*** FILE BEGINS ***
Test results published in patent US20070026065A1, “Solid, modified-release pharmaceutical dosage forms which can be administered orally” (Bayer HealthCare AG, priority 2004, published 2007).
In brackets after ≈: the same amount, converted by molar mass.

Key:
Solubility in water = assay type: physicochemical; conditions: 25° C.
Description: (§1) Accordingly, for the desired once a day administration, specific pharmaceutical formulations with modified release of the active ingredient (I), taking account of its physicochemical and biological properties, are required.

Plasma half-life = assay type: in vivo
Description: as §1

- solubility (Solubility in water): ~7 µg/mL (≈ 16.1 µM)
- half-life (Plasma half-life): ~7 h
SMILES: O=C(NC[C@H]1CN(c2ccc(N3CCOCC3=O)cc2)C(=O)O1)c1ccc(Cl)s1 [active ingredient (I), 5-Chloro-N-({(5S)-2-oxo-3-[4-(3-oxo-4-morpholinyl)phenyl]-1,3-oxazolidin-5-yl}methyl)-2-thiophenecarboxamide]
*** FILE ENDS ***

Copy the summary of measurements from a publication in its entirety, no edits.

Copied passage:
Test results published in patent US20070026065A1, “Solid, modified-release pharmaceutical dosage forms which can be administered orally” (Bayer HealthCare AG, priority 2004, published 2007).
In brackets after ≈: the same amount, converted by molar mass.

Key:
Solubility in water = assay type: physicochemical; conditions: 25° C.
Description: (§1) Accordingly, for the desired once a day administration, specific pharmaceutical formulations with modified release of the active ingredient (I), taking account of its physicochemical and biological properties, are required.

Plasma half-life = assay type: in vivo
Description: as §1

- solubility (Solubility in water): ~7 µg/mL (≈ 16.1 µM)
- half-life (Plasma half-life): ~7 h
SMILES: O=C(NC[C@H]1CN(c2ccc(N3CCOCC3=O)cc2)C(=O)O1)c1ccc(Cl)s1 [active ingredient (I), 5-Chloro-N-({(5S)-2-oxo-3-[4-(3-oxo-4-morpholinyl)phenyl]-1,3-oxazolidin-5-yl}methyl)-2-thiophenecarboxamide]